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Why the iPhone Keynote Was A Mistake 507

jcatcw writes "Mike Elgan at Computerworld lists six reasons why it was a mistake to make the iPhone keynote at Macworld. He argues that extremely high expectations can only lead to disappointment for consumers and investors. The focus on the phone during the keynote also took away from the Apple TV announcement, put iPod sales at risk, gave competitors a head start, and (perhaps worst of all) ruined the company's talks with Cisco over the iPhone name. From the article: 'The iPhone, despite its many media-oriented virtues and its sweet design, will do far less than most existing smart phones. The problem Apple now faces because of Jobs' premature detail-oriented announcement is that of dashed expectations. When customers expect more and don't get it, they become dissatisfied.'"

Finger Pointing Over iPod Windows Virus 293

rs232 writes sent us some choice quotes in the finger pointing over the iPod's that recently shipped with a virus on them. "It's not a matter of which platform the virus originated [on]. The fact that it's found on the portable player means that there's an issue with how the quality checks, specifically the content check, was done," Poon wrote in a blog entry. and "Steve, if you need someone to advise on how to improve your quality checks, feel free to contact me 8)."

How Steve Jobs Got Green Overnight 194

Francois writes "At Apple's last special event, Steve Jobs insisted on how environment friendly Apple's new iPod packagings are supposed to be. I don't think he's ever gone that route before. 'We've got some new packagings for the new Nano as well. And it's 52% less volume. This turns out to be an environmentally great thing. Because it dramatically reduces the amount of fossil fuels we have to spend to move these things around the planet.' Not only is it obvious they shrank the packaging to reduce the cost of shipping around the planet and sell lower than the Zune, but furthermore: there's a reason why he insisted that much, and it's not so very nice."

iPod Users Buy CDs, Shun iTunes 550

twitter writes, "The BBC's summarizes a Jupiter Research study, 'iPod fans shunning iTunes store.' From the article: '83% of iPod owners do not buy digital music regularly... only 5% of the music on an iPod will be bought from online music stores. The rest will be from CDs the owner of an MP3 player already has or tracks they have downloaded from file-sharing sites... [T]he only salient characteristic shared by all owners of portable music players was that they were more likely to buy more music — especially CDs.' This is despite years of iTunes promotion and apparent success. Given the outright failure of other music services, it is clear that users prefer DRM-free music, and are willing to pay for it and take the trouble to rip it."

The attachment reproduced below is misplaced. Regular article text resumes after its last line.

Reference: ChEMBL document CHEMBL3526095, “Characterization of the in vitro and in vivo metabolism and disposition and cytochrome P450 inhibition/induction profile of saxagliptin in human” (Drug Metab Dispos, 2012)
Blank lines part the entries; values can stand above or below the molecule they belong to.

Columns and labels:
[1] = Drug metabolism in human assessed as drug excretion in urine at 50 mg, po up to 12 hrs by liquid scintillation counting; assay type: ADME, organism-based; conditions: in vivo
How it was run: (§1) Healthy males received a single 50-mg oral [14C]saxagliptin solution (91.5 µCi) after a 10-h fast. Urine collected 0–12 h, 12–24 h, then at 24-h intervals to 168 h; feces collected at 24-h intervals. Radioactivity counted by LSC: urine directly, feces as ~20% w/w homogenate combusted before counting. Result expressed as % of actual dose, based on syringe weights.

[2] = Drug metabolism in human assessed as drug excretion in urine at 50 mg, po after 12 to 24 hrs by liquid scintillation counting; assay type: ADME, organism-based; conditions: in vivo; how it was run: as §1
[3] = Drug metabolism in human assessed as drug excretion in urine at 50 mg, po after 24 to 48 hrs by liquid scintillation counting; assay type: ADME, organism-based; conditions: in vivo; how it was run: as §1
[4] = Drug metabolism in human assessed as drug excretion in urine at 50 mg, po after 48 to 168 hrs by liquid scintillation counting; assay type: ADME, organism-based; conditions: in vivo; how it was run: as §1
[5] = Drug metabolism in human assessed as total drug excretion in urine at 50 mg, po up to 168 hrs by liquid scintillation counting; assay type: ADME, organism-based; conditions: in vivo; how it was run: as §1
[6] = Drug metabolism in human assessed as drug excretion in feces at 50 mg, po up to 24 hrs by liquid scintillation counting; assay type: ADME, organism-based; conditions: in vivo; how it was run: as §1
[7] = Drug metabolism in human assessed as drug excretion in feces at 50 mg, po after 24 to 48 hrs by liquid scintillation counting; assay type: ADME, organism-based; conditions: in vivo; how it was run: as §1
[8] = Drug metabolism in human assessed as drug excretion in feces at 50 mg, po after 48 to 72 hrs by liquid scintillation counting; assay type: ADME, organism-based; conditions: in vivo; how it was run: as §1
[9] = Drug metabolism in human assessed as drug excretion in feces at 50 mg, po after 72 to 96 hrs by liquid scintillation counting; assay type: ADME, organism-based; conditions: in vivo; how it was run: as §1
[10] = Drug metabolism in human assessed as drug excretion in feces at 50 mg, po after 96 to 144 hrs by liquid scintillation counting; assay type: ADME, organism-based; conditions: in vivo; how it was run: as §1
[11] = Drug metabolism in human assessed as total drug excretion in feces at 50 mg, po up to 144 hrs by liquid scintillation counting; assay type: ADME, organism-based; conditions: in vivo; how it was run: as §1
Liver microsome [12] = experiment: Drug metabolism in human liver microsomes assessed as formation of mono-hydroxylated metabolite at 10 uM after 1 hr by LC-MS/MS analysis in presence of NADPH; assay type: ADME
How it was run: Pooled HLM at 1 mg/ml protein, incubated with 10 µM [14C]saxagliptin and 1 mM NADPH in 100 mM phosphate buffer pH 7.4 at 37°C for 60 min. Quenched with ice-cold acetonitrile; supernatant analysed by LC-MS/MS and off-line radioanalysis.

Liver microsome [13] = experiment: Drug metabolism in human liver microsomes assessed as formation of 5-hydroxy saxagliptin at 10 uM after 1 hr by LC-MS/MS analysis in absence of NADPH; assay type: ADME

Apple's DRM Is Bad For Consumers and Business 364

BoredStiff writes "Cory Doctorow, noted sci-fi writer and Boing Boing editor, marshals a strong argument against digital rights management in a recent InformationWeek article. His assertion is that there's no good DRM and that Apple's copy-protection technology makes media companies into its servants. Other copy-protection technologies, like Blu-Ray and HD-DVD, are just as bad."

Nerds Switching from Apple to Ubuntu? 957

Mindpicnic writes "The recent switch of two lifelong Mac nerds to Ubuntu hasn't escaped Tim O'Reilly's radar. He cites Jason Kottke: 'If I were Apple, I'd be worried about this. Two lifelong Mac fans are switching away from Macs to PCs running Ubuntu Linux: first it was Mark Pilgrim and now Cory Doctorow. Nerds are a small demographic, but they can also be the canary in the coal mine with stuff like this.'"

Heat, Whine, and Now Yellow MacBooks 411

unPlugged-2.0 writes "It appears that Apple's woes with the new MacBook line continue as there have been reports on the forum that the finish on the new MacBook is flaking off or turning yellow. An article on Daily Tech summarizes this report saying: 'Some users have reported the palm rest area, touchpad and mousepad of their new white MacBooks has begun to discolor.' It goes on to say that 'some users on the Apple support forums are reporting moderate to severe discoloration near the palm rest and other locations of their new white MacBooks. At least one user has posted images of the problem to Flickr.' Is this a case of just dirty hands or could it be another problem in Apple's new Intel saga?"

Symantec Sues Microsoft, May Delay Vista 303

AuMatar writes "Symantec filed a lawsuit against Microsoft over patents on the volume management technology in Vista. They're seeking an injunction to stop Vista from being sold until the suit is completed. Given the recent Supreme Court ruling it should be interesting to see if the injunction is granted, since Symantec does produce software which uses the patent. If it is granted, expect MS to settle to prevent another Vista delay."

The solution of this problem is trivial and is left as an exercise for the reader.